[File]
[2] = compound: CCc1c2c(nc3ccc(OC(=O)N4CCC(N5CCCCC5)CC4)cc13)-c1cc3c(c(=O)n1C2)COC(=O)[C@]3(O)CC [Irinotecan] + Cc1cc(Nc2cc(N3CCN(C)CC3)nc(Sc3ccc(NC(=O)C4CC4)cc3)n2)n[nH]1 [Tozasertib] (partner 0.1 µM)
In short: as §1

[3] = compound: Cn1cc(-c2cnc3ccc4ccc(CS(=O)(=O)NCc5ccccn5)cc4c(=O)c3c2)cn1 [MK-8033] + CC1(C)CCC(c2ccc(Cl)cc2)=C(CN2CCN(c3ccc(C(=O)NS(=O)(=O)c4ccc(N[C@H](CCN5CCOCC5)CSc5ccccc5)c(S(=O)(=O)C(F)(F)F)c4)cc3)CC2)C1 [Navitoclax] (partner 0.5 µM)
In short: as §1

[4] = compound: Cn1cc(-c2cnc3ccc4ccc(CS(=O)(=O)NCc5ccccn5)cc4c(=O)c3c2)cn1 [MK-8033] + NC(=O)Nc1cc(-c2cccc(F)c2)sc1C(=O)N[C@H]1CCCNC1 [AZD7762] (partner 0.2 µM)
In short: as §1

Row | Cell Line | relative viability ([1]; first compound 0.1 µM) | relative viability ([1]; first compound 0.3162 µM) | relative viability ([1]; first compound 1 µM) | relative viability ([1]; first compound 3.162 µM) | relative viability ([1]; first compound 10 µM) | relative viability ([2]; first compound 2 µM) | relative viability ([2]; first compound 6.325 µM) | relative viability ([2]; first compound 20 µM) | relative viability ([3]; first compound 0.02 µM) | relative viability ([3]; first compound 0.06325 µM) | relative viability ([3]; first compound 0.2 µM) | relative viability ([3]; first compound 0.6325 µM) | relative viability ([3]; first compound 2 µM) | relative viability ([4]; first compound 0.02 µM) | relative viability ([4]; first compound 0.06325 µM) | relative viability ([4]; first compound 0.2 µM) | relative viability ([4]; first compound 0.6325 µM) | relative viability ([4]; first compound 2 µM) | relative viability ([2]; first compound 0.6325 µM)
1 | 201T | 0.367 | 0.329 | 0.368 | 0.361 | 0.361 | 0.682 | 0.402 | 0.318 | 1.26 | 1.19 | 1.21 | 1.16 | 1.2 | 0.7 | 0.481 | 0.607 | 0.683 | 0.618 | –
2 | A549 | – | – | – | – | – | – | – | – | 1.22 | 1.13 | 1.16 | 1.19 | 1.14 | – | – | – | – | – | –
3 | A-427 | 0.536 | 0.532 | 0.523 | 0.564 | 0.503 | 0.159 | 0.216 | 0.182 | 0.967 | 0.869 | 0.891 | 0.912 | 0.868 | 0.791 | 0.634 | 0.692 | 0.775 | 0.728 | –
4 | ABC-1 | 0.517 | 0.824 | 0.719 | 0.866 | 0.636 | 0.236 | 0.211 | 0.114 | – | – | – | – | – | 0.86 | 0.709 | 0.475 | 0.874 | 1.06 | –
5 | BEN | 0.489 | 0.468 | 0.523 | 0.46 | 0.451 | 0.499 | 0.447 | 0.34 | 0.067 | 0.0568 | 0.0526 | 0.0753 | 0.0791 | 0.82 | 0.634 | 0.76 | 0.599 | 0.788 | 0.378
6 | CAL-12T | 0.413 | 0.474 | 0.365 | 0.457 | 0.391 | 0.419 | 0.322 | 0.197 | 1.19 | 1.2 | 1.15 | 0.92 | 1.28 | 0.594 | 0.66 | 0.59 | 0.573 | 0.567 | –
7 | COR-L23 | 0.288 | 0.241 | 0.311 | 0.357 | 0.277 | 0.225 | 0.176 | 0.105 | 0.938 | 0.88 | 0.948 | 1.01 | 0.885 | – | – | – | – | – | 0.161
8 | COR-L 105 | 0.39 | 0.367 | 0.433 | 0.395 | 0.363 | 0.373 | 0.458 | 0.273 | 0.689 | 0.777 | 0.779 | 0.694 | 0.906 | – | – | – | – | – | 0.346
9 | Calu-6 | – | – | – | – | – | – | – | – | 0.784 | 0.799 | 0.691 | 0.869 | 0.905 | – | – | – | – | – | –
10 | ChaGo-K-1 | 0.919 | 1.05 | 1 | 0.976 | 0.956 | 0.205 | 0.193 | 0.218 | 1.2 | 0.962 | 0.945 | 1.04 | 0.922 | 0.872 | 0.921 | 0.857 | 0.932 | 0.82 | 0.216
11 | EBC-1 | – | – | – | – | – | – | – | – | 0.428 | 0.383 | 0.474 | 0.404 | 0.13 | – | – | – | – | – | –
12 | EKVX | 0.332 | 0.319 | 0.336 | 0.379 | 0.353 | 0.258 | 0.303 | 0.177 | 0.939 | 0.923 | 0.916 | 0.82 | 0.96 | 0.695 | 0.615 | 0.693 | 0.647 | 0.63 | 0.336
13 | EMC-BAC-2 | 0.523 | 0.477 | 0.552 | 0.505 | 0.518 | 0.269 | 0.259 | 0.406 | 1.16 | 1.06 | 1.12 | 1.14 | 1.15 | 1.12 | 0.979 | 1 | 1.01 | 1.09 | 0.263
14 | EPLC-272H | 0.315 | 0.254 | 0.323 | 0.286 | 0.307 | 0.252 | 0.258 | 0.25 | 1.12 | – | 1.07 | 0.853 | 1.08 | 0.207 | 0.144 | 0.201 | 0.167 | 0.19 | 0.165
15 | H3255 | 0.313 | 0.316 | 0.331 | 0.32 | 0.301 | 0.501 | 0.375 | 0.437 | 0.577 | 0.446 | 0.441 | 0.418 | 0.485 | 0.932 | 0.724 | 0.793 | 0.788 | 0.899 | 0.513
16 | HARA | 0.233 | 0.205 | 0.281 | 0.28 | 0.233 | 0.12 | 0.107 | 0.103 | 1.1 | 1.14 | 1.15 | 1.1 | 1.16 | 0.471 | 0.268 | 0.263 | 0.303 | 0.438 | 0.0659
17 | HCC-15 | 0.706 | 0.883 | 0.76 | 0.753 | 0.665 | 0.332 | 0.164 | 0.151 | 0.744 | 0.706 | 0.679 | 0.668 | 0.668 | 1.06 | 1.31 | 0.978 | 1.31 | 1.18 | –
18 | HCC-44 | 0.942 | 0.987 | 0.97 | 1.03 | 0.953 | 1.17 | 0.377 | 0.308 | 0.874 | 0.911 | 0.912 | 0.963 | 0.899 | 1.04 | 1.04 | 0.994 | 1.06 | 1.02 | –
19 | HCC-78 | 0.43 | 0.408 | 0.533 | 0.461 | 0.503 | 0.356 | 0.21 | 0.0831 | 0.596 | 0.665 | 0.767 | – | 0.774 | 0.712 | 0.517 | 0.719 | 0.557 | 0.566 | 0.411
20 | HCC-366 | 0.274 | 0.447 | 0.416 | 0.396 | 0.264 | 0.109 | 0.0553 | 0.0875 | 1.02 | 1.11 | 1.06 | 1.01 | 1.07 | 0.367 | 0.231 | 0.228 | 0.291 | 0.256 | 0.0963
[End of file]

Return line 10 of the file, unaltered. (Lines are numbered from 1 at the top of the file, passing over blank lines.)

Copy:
3 | A-427 | 0.536 | 0.532 | 0.523 | 0.564 | 0.503 | 0.159 | 0.216 | 0.182 | 0.967 | 0.869 | 0.891 | 0.912 | 0.868 | 0.791 | 0.634 | 0.692 | 0.775 | 0.728 | –